I think supporting people long-term, again, going back to this weight loss example, because everyone has struggled with weight at some time – that 10-to-15 pound swing that everyone seems to have. What happens is, if you do a challenge and you encourage people to lose weight, you’ve got to then support them going forward in order to maintain that weight loss. So, again, encouraging either additional programs, additional support, additional stress management programs because of the ebb and flow of life, people go through things that are not necessarily as easy to maintain that new weight loss goal, so just making sure it’s consistent and that the culture is then supportive of all of those new behaviors that you are trying to have them achieve over time.

Host: That is a nice way to look at it – start, middle, continuing on. One of the final questions that I’m curious about – and this is about today’s culture, but it’s also about the future culture –  how frequently will we see wellness programs in businesses? You can reflect back on your 20 years’ experience, but also looking at what you’re predicting the future to look like.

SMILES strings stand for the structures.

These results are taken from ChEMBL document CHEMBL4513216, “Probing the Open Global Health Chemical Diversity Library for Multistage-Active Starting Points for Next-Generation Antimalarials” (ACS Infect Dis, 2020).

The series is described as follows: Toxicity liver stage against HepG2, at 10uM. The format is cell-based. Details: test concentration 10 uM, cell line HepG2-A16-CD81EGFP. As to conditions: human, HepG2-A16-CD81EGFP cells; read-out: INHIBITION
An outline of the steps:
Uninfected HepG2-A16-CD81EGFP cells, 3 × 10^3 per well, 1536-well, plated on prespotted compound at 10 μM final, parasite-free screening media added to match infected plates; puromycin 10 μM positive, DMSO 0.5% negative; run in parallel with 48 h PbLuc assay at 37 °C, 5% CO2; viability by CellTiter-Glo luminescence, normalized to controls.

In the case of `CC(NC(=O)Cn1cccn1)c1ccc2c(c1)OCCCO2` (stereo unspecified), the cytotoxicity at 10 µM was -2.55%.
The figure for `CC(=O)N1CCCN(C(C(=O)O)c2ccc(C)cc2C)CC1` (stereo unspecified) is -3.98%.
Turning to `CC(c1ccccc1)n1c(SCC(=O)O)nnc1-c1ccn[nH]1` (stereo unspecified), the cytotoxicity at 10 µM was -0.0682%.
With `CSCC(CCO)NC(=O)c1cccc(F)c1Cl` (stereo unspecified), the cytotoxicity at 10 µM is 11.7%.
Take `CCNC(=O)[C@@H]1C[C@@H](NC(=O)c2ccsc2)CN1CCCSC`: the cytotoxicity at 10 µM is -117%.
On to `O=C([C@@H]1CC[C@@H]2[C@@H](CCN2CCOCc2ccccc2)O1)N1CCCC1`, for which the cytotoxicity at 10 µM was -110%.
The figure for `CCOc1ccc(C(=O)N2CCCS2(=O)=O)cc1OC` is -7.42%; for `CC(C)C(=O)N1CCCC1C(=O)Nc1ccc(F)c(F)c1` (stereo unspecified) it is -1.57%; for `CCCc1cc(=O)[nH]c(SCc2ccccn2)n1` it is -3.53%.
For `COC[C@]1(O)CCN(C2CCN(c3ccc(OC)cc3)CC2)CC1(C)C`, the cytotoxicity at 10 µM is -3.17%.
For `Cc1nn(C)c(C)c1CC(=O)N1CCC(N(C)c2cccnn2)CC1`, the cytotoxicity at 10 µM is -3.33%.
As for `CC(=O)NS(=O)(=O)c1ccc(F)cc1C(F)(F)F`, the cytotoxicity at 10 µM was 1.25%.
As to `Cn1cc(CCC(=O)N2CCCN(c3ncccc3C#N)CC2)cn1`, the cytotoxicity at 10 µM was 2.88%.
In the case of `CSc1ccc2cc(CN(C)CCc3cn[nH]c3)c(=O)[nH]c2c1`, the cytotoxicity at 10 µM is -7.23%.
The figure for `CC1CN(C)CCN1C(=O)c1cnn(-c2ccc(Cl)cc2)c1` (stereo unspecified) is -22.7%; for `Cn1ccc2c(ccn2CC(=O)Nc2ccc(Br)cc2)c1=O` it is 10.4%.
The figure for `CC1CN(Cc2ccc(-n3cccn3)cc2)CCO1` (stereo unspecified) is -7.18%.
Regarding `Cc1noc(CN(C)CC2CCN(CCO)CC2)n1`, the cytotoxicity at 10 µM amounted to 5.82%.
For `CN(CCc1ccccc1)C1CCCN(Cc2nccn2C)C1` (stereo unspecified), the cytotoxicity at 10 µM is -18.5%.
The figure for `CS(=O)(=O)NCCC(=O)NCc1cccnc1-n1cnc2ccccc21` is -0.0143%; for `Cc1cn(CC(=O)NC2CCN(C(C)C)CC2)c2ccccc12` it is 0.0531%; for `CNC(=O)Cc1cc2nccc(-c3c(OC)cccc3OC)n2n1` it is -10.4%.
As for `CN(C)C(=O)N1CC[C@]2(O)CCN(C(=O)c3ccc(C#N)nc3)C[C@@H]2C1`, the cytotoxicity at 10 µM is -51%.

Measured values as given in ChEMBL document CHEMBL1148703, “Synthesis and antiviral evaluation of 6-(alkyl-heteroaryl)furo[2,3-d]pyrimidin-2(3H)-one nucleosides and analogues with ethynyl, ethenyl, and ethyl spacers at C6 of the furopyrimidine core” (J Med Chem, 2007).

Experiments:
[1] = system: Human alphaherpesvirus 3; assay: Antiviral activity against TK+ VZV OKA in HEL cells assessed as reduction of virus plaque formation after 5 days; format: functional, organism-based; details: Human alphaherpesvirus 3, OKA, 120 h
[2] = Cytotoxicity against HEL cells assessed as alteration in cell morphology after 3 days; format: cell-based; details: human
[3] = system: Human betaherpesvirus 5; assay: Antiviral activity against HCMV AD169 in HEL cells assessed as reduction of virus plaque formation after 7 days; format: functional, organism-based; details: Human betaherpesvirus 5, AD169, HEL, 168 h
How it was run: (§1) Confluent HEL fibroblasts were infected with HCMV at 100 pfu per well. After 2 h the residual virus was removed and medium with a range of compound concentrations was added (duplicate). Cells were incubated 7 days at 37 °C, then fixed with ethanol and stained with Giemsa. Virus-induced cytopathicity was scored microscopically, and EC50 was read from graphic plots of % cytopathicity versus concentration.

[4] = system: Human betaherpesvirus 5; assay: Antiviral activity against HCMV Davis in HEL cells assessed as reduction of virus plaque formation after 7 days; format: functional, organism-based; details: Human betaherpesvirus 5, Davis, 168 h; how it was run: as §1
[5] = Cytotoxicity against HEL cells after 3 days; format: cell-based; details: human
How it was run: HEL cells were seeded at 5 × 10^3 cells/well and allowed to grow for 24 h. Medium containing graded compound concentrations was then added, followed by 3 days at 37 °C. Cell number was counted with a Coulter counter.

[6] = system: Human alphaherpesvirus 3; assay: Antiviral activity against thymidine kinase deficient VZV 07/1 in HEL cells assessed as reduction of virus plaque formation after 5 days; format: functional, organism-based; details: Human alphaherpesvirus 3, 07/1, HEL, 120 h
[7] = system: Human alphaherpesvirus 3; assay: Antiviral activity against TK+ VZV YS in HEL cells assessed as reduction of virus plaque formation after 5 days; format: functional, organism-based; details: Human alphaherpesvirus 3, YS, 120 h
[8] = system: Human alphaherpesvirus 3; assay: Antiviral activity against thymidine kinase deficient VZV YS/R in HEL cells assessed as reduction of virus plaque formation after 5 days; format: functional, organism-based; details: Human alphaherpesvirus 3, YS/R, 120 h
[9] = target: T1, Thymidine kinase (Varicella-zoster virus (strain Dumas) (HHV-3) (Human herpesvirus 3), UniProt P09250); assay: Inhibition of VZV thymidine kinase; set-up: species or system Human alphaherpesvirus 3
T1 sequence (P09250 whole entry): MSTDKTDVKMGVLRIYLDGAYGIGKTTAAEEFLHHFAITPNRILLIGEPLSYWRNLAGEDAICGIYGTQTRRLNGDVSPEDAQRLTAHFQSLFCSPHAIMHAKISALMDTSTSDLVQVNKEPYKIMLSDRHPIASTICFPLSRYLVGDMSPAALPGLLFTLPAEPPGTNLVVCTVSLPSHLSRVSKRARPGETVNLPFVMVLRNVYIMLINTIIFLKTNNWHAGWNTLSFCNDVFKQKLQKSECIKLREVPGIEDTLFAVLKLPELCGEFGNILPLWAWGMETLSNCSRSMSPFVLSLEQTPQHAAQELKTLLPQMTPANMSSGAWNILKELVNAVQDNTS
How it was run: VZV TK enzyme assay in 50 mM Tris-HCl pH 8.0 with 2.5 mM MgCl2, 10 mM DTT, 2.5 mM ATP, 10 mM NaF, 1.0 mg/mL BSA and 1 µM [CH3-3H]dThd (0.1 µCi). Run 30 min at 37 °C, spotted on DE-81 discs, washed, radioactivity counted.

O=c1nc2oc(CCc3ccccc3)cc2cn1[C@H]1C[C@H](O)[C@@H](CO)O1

Hayley: I don’t think that it’s going away, for sure, and I think also with all the ACA regulations, it’s only going to get stronger and more and more employers are going to be – if they haven’t already – they will be including these programs. I just read something today that said that now they’re required to offer dietary nutrition counseling and coaching. They’re almost going to be required to offer some level of programming, if they’re not already doing so. I think it’ll just continue to grow and increase in popularity.

Host: This has been really insightful talking about the culture of health. It fits really well into defining it, talking really well about what we can expect in the future, and how this is changing, how it’s growing. I really appreciate you sharing your insight and I’m really look forward to having more dialogue like this in the future.

Hayley: Sure, thanks for having me.

 

Today’s podcast and additional perspectives from Well-Being Experts can be found at onlifehealth.com/resources. We welcome any comments, questions, feedback, anything at engage@onlifehealth.com. Thanks.